ATLANTA - If you missed the May 17th tax filing deadline and you owe money, you should sort out how to get it to the IRS sooner rather than later because the delays will cost you. You will accrue penalties and interest.
These are the four reasons, per the IRS, it will tack on fees.
- Failure to file by the deadline
- Return not filed
- Tax payment comes up short
- Payment method declined by the IRS
The IRS has a list of how it applies penalties: PENALTY FORMULA. There are also multiple ways to pay your debt to the government: direct pay from a checking or savings; debit or credit card; cash; or, installment plans.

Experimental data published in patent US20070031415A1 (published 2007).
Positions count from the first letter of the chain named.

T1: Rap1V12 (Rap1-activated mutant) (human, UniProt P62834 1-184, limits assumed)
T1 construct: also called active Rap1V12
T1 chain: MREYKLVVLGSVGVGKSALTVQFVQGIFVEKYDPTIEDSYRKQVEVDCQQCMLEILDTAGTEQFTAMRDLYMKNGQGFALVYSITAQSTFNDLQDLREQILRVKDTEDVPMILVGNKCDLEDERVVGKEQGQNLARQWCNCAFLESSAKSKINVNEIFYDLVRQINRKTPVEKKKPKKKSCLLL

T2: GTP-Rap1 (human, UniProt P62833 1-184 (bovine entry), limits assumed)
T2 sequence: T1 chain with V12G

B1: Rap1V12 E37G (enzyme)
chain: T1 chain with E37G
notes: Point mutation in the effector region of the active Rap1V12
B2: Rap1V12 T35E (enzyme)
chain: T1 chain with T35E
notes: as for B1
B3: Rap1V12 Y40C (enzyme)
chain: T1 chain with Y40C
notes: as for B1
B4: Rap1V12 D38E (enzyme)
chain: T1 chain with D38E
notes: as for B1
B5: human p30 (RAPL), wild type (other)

There are also a variety of installment plans you can access.
- Short-Term Payment Plan (120 days or less): Free
- Installment Agreement with Automatic Withdrawal: $31 set-up fee
- Installment Agreement without Automatic Withdrawal: $149 set-up fee
Even if you file for an extension, which is due Oct. 15, 2021, you will still accrue penalties and interest until the full amount is paid. Some set-up fees may be waived, depending on income requirements.
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